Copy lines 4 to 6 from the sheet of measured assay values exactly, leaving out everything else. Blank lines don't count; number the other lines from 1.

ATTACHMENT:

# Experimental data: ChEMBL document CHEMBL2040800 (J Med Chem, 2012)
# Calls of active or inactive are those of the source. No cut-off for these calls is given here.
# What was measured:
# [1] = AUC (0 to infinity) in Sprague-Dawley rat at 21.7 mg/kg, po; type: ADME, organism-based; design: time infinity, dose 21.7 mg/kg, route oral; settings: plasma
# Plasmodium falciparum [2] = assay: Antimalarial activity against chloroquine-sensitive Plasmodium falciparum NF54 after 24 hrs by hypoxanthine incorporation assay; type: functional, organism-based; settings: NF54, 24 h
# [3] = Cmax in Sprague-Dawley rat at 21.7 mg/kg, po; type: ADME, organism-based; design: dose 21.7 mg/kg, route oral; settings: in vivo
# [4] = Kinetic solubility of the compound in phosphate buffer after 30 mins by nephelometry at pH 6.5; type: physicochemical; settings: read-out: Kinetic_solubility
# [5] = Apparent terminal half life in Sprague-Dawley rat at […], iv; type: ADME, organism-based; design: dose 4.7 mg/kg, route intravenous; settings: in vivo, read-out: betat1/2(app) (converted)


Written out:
# [1] = AUC (0 to infinity) in Sprague-Dawley rat at 21.7 mg/kg, po; type: ADME, organism-based; design: time infinity, dose 21.7 mg/kg, route oral; settings: plasma
# Plasmodium falciparum [2] = assay: Antimalarial activity against chloroquine-sensitive Plasmodium falciparum NF54 after 24 hrs by hypoxanthine incorporation assay; type: functional, organism-based; settings: NF54, 24 h
# [3] = Cmax in Sprague-Dawley rat at 21.7 mg/kg, po; type: ADME, organism-based; design: dose 21.7 mg/kg, route oral; settings: in vivo